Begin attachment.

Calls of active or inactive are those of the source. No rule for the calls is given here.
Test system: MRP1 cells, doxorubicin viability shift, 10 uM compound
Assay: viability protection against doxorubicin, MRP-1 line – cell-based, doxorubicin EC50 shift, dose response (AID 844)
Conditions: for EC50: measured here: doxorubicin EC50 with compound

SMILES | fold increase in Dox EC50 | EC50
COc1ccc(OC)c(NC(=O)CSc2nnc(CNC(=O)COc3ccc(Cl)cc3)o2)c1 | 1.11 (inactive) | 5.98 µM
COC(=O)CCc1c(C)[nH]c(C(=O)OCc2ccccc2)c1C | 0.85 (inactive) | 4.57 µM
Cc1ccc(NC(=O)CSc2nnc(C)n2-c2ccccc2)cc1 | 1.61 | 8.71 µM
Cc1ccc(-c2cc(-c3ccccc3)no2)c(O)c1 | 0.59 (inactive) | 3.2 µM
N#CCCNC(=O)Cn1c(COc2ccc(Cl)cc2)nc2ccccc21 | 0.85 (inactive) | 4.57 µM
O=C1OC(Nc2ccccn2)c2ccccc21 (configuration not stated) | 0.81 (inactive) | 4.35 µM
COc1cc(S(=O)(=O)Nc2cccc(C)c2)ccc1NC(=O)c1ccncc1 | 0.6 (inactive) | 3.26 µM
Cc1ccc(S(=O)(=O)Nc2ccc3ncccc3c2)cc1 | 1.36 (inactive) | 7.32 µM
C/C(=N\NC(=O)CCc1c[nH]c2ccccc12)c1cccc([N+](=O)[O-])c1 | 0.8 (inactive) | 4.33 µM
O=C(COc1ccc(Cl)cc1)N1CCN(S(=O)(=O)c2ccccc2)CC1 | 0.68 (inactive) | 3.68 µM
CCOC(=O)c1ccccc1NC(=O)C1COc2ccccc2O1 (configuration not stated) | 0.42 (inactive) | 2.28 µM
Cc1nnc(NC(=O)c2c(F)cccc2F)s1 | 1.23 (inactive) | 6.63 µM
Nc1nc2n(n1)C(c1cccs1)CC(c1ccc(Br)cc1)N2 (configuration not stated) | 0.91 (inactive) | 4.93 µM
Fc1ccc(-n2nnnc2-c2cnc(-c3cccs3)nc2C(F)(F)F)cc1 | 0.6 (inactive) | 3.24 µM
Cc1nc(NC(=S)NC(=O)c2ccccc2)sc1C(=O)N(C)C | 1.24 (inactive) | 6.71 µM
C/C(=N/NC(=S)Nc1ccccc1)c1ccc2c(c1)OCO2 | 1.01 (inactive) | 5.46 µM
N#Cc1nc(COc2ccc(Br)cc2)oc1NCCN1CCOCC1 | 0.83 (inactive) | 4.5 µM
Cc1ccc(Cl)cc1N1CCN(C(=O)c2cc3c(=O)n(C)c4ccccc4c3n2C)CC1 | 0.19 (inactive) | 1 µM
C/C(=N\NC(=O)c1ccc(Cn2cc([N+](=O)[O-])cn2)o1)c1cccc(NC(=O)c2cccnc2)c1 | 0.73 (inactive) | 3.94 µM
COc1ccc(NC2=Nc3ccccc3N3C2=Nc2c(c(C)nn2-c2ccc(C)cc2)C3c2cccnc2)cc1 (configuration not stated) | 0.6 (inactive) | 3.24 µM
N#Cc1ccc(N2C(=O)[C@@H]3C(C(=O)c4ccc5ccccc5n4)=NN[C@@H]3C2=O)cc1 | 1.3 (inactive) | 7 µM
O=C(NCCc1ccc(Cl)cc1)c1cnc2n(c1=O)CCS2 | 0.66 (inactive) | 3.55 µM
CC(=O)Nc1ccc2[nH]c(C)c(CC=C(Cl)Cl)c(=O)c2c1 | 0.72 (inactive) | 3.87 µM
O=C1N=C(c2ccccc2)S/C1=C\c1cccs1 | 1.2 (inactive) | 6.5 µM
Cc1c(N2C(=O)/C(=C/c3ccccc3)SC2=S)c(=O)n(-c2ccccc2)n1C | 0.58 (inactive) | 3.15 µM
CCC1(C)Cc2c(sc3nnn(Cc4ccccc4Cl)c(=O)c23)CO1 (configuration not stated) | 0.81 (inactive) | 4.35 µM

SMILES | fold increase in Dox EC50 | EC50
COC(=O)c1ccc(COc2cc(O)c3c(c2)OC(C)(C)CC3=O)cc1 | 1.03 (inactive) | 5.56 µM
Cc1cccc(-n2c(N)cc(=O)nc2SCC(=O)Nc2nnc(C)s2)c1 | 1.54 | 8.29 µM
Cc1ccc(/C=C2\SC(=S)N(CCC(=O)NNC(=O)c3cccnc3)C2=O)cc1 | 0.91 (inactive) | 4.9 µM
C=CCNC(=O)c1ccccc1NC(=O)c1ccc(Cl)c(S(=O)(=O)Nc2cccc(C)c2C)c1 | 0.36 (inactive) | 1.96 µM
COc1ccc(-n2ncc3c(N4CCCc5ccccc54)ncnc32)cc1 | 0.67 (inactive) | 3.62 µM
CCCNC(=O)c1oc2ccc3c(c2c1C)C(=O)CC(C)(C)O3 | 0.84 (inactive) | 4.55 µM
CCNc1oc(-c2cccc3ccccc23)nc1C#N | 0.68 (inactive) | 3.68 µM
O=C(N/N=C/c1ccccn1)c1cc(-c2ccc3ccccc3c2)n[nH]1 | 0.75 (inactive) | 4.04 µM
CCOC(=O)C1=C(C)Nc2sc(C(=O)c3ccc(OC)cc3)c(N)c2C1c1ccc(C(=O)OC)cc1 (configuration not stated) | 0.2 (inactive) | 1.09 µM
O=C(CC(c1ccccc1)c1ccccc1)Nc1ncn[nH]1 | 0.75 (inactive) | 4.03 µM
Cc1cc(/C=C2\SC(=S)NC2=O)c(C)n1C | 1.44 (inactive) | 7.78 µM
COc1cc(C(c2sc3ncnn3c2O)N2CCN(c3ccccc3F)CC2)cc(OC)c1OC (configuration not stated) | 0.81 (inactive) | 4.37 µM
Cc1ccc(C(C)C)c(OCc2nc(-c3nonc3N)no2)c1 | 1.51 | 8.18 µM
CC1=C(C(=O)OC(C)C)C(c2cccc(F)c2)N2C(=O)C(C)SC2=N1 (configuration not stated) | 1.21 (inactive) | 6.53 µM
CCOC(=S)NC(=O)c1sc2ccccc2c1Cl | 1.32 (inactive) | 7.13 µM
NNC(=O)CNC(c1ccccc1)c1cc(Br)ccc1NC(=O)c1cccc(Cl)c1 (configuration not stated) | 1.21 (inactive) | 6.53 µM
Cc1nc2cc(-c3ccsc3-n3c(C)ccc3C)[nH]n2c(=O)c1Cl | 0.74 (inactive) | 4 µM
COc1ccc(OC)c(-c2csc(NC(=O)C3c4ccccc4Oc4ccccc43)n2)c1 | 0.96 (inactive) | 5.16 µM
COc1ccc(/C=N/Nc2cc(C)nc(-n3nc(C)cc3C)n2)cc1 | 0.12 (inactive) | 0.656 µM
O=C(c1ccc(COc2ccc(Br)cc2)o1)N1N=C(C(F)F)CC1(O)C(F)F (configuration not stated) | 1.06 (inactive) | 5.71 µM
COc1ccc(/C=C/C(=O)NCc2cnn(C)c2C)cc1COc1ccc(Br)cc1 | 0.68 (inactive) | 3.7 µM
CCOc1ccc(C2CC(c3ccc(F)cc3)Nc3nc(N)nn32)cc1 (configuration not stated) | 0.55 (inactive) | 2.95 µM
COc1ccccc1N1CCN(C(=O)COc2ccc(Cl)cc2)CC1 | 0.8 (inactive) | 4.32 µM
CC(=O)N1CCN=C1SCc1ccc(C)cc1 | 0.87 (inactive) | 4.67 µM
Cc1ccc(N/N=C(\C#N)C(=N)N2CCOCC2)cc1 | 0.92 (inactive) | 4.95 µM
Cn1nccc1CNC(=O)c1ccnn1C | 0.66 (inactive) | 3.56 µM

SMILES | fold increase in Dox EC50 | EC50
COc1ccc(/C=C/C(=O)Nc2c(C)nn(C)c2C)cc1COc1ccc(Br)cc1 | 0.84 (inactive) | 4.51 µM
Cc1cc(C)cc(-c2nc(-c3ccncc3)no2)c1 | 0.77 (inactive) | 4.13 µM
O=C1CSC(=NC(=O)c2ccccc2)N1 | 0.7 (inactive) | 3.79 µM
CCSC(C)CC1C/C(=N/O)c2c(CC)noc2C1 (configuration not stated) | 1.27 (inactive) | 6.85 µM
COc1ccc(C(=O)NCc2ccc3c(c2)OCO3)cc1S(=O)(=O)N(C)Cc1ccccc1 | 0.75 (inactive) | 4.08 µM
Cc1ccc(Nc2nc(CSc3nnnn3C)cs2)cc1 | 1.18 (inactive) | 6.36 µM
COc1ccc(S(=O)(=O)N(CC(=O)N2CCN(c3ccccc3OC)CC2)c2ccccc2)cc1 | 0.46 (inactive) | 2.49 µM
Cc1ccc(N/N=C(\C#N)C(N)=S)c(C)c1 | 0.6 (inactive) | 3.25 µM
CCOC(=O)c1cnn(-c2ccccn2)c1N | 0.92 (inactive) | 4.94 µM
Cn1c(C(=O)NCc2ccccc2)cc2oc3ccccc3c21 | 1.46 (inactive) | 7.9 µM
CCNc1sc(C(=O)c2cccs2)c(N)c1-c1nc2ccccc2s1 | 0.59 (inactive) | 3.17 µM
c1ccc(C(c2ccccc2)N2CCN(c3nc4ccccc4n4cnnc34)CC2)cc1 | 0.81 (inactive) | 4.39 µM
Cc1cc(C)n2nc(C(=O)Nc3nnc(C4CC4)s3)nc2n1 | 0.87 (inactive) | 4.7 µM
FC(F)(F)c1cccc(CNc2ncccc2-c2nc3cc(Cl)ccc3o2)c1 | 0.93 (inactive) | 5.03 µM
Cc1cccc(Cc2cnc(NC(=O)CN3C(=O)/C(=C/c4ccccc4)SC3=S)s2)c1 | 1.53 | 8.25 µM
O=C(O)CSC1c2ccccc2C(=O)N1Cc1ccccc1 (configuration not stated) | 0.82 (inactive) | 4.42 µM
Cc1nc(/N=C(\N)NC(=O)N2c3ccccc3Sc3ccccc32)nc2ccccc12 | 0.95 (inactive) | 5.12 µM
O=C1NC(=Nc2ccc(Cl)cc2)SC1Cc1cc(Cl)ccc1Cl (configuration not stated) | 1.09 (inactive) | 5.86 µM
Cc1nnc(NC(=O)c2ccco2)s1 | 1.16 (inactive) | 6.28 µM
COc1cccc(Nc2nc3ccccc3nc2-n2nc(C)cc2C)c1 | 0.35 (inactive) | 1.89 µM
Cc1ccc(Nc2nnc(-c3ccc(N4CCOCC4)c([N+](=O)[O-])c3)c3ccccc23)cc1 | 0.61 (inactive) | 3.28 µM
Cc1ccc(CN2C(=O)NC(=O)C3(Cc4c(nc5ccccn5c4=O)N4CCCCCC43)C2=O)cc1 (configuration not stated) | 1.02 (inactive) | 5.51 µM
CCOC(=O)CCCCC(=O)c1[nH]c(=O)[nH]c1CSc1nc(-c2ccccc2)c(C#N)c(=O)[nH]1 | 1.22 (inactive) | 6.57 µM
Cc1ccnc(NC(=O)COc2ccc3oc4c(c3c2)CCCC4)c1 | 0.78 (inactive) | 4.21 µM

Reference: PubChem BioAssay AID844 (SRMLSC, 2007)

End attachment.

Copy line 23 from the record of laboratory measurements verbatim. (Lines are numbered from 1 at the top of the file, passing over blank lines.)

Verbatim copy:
Cc1ccc(Cl)cc1N1CCN(C(=O)c2cc3c(=O)n(C)c4ccccc4c3n2C)CC1 | 0.19 (inactive) | 1 µM